Diego Andrada de Payva

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Bronze tondo with bust of Diogo de Paiva de Andrade, Lisbon workshop, ca. 1575, National Museum of Ancient Art, Lisbon

Diego Andrada de Payva or Diogo de Paiva de Andrada (26 July 1528 – 1 December 1575) was a celebrated Portuguese theologian of the sixteenth century.


He was born at Coimbra, the son of the grand treasurer of João III. His original bent was towards foreign mission. After finishing his course at the University of Coimbra, he was ordained to the priesthood, and remained as professor of theology.[1]

So great was his reputation that King Sebastian of Portugal appointed him theologian at the Council of Trent, 1561. Here he merited the special thanks of the Pope by an able work in defense of the papal authority. While at the council he wrote his "Decem libri orthodoxarum explicationum" (Venice, 1564, 1594; Cologne, 1564, 1574) against the work of Martin Chemnitz, "Theologiae Jesuitarum praecipua capita". In this book he discusses and defines the chief points of doctrine attacked by the heretics. Chemnitz answered by his well-known "Examen Conc. Trid.", in reply to which Andrada produced his best work, "Defensio Tridentinae fidei Cath." (Lisbon, 1578 and 1595).[1]

Between 1562 and 1567, Diogo de Paiva de Andrada published many controversial tracts, especially against the Lutheran, Martin Chemnitz. His first tract, De Societatis Jesu Origine, led to his being erroneously presumed a Jesuit. His De Conciliorum Auctoritate was welcomed at Rome as exalting the papal authority. Posthumous were his Defensio Tridentinae Fidei(1578) (remarkable for its learned statement of various opinions regarding the Immaculate Conception), and three sets of his sermons in Portuguese.[2]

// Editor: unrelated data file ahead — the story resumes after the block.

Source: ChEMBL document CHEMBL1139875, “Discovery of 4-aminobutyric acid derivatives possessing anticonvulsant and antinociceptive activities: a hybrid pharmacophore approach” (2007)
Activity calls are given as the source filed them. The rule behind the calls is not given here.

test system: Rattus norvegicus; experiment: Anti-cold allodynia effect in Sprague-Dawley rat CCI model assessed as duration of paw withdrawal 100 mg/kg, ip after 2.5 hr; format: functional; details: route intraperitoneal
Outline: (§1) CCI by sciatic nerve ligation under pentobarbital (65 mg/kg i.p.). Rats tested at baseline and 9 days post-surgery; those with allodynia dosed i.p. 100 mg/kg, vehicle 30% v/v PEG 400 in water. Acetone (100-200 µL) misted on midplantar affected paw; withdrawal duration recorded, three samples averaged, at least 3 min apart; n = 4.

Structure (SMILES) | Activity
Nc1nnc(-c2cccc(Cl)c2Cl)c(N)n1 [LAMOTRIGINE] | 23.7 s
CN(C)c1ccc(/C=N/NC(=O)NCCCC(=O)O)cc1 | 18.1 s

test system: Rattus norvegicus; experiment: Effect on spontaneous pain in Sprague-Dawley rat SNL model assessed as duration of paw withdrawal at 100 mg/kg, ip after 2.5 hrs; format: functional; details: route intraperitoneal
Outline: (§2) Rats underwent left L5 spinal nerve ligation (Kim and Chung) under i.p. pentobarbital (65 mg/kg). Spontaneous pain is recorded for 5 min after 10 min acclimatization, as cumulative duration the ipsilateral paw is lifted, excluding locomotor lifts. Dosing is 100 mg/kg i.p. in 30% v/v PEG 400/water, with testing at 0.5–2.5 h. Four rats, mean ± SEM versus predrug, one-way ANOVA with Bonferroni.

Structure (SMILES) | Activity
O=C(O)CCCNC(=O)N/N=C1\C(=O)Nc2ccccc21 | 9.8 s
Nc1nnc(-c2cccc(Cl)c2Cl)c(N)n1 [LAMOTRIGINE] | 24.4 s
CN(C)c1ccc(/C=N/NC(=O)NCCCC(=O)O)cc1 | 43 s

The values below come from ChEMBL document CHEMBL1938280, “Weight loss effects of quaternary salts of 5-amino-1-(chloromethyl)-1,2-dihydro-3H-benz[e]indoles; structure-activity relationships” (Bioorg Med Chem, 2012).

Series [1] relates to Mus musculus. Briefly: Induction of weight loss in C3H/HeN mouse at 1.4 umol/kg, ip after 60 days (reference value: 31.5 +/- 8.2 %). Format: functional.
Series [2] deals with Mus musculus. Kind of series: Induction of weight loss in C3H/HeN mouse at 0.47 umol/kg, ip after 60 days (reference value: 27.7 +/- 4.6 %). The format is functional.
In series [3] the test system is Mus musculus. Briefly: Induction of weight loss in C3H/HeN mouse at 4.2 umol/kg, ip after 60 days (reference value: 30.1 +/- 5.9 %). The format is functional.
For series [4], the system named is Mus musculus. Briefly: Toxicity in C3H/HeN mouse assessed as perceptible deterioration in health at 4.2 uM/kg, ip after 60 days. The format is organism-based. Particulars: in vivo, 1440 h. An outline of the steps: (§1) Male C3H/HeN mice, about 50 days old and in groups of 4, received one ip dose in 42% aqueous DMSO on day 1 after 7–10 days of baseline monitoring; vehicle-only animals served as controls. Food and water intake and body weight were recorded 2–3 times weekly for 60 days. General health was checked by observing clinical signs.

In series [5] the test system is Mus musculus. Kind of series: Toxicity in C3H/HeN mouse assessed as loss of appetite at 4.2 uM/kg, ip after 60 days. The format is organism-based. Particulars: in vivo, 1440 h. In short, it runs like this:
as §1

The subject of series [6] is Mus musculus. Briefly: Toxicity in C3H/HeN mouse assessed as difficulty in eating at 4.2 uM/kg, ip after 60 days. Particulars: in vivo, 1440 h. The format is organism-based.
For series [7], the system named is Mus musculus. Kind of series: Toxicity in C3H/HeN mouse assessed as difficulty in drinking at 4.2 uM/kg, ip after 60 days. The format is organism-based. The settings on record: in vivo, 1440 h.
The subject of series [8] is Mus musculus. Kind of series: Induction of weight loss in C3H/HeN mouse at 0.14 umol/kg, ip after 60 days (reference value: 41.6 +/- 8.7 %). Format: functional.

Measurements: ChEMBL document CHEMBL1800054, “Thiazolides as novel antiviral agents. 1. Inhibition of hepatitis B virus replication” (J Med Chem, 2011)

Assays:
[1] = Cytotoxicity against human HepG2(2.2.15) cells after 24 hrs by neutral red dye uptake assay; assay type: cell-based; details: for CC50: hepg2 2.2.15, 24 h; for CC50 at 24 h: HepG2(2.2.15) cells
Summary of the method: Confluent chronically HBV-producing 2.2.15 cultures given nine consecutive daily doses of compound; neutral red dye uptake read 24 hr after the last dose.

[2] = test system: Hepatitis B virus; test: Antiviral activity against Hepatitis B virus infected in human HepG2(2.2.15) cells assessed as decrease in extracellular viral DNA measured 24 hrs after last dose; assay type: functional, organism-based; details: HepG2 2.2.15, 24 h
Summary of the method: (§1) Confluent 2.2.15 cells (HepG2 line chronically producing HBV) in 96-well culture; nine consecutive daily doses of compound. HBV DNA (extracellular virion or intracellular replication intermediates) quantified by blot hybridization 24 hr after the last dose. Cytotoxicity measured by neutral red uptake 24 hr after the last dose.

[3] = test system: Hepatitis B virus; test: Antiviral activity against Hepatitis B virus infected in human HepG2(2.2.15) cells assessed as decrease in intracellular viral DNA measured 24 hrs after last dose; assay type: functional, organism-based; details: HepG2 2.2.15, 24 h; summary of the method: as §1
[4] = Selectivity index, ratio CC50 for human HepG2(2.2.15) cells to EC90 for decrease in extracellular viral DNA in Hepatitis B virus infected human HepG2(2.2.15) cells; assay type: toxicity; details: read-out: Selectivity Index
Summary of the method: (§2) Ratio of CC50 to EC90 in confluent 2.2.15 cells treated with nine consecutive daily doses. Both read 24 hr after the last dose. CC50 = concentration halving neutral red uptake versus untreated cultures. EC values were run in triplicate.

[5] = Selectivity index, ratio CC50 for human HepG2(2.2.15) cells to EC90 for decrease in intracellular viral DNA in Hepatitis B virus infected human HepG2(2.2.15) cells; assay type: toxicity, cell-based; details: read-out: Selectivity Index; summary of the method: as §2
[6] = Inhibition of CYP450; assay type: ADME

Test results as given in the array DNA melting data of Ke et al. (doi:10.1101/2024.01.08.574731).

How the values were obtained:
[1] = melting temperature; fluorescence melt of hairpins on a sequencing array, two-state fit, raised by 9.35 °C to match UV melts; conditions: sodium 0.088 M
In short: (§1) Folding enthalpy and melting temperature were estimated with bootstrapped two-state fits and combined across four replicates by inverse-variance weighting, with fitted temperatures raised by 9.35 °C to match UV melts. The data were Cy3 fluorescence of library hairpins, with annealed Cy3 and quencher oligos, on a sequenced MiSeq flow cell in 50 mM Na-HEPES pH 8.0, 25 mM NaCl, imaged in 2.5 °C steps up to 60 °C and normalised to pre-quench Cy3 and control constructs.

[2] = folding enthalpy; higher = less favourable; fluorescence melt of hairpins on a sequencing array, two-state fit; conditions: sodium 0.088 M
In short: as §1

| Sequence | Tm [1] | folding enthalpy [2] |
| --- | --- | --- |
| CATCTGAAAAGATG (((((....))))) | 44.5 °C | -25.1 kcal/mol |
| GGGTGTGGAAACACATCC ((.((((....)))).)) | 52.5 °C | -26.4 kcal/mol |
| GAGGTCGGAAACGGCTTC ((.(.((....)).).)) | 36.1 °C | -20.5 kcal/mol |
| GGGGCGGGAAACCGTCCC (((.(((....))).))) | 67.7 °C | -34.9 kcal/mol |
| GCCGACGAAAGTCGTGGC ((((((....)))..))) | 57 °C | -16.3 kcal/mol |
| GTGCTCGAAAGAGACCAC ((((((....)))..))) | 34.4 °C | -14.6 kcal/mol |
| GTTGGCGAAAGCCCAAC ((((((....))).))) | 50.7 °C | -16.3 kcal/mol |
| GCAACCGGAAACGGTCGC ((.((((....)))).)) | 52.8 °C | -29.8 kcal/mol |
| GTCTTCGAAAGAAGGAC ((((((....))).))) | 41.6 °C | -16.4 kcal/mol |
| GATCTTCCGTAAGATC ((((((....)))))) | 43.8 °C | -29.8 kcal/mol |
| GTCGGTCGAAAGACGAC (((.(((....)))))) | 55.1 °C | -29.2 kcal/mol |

He published also three volumes of sermons in Portuguese. Andrada de Payva had not only a grasp of theological questions which won for him an important position among sixteenth-century theologians, but he was also so clear and convincing in the exposition of his arguments that he proved an admirable apologist, and it was matter of regret that his death prevented the completion of his great work, the "Defensio Trid. fidei." This had progressed as far as the fifth session, inclusive of the doctrine upon the Immaculate Conception in defense of which it marshalled an imposing array of authorities.[1]

Diego died, aged 47, at Lisbon. His nephew, Diogo, the younger (1586–1660), produced Chauleidos (1628) and other Latin poems, including sacred dramas, and a moral tract, Casamento Perfeito (1630); he also shone as an historical critic.[2]


  1. ^ a b c McCaffray 1913.
  2. ^ a b Chisholm 1911.